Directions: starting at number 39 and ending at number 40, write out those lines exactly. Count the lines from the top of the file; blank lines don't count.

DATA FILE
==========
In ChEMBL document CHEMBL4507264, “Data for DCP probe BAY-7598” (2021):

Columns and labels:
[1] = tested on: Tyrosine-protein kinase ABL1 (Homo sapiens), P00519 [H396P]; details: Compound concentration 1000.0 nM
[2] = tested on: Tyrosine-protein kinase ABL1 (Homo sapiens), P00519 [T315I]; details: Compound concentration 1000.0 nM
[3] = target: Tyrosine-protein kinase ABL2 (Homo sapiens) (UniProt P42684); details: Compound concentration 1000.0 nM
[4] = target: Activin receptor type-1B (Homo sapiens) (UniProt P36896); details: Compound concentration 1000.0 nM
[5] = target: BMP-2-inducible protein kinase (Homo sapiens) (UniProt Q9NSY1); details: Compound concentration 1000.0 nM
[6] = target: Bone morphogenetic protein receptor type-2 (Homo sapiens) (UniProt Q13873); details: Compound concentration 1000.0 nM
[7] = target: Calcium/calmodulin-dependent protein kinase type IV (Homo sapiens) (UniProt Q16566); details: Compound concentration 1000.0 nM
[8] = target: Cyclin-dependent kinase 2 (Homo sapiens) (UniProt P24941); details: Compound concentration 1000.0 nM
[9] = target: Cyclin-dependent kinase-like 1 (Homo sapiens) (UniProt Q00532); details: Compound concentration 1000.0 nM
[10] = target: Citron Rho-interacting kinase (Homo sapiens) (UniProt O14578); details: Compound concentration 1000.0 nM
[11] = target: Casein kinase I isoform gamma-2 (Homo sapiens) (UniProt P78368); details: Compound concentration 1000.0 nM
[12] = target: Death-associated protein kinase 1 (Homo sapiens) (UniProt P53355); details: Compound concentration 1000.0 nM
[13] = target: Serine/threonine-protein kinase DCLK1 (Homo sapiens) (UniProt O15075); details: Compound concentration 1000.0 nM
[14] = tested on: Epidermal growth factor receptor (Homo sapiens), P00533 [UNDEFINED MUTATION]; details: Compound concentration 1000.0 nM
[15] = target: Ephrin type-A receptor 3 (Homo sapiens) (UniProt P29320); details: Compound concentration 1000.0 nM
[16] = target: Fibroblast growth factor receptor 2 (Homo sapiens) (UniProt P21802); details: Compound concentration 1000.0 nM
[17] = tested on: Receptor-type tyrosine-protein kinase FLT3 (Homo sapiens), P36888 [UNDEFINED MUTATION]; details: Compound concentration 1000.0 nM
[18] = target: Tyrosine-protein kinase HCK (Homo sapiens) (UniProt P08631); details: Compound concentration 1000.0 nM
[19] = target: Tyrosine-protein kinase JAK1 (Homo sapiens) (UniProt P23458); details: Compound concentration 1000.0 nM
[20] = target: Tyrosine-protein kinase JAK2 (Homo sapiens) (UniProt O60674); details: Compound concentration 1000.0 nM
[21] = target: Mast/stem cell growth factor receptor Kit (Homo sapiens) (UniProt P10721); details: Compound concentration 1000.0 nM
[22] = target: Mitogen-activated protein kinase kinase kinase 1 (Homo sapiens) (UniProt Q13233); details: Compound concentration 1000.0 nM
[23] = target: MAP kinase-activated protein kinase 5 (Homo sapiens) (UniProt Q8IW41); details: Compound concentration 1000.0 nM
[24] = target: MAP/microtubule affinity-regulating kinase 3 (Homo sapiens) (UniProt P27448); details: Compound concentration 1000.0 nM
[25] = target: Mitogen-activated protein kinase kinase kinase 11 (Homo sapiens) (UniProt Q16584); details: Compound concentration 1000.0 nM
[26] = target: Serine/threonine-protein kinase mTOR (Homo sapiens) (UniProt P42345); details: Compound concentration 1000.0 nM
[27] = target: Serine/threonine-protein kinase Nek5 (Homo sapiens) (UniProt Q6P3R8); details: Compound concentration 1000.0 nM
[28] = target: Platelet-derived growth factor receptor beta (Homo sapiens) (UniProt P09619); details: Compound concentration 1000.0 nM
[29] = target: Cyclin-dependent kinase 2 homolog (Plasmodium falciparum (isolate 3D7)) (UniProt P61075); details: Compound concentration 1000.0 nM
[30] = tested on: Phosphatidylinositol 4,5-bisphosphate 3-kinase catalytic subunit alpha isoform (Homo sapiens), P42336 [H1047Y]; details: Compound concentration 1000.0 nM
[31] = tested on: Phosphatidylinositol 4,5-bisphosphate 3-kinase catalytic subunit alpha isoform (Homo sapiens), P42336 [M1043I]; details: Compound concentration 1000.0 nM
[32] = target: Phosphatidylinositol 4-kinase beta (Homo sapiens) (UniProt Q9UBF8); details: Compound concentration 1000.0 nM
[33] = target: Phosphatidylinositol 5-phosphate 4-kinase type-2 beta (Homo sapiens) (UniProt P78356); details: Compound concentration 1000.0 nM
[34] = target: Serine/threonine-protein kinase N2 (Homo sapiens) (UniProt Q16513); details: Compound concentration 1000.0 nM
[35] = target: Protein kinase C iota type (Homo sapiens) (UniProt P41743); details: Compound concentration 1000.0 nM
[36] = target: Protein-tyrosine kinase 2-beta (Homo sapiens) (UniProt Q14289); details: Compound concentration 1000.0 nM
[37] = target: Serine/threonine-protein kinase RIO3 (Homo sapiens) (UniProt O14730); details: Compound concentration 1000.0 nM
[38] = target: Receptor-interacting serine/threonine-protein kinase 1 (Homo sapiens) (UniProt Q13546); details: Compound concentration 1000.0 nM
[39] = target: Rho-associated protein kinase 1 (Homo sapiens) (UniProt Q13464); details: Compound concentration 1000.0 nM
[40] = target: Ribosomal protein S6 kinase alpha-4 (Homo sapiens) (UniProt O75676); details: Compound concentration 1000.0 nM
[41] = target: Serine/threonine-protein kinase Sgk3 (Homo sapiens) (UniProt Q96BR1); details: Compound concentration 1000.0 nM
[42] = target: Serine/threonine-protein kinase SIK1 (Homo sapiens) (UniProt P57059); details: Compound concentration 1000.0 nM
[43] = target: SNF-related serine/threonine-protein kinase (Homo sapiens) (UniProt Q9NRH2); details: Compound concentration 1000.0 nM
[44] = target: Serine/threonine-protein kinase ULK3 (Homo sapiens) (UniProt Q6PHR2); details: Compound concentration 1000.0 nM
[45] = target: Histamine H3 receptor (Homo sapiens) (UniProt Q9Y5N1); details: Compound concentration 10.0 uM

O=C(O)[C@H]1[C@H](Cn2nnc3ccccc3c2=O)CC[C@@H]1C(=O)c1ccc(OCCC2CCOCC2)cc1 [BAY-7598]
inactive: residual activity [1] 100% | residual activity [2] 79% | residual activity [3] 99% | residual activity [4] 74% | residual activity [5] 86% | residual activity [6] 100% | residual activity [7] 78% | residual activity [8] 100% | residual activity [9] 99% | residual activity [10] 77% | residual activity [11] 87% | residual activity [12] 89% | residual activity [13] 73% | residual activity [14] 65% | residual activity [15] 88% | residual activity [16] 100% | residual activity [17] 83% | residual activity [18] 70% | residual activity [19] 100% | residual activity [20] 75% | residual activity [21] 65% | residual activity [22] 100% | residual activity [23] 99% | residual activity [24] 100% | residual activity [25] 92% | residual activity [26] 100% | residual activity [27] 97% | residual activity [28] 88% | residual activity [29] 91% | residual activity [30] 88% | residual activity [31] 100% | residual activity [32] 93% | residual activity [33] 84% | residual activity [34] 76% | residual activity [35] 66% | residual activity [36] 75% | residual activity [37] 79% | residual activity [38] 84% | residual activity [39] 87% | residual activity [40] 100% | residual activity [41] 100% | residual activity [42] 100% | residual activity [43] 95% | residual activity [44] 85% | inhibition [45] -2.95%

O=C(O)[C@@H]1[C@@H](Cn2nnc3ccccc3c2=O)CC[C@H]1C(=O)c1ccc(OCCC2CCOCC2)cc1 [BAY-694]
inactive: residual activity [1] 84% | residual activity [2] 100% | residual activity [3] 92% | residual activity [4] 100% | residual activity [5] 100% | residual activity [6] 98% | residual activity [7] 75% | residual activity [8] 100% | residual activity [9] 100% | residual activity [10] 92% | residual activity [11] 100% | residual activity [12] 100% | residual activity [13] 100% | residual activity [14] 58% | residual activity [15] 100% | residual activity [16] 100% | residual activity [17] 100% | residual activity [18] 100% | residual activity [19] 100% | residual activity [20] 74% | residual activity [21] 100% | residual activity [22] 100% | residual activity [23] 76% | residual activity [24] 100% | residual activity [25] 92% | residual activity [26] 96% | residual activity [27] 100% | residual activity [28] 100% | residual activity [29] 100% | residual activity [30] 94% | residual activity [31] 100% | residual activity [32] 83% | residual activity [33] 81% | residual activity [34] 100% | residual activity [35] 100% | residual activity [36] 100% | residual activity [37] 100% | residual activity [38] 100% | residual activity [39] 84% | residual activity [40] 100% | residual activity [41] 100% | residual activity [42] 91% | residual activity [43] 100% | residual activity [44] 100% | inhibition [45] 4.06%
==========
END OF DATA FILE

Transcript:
[37] = target: Serine/threonine-protein kinase RIO3 (Homo sapiens) (UniProt O14730); details: Compound concentration 1000.0 nM
[38] = target: Receptor-interacting serine/threonine-protein kinase 1 (Homo sapiens) (UniProt Q13546); details: Compound concentration 1000.0 nM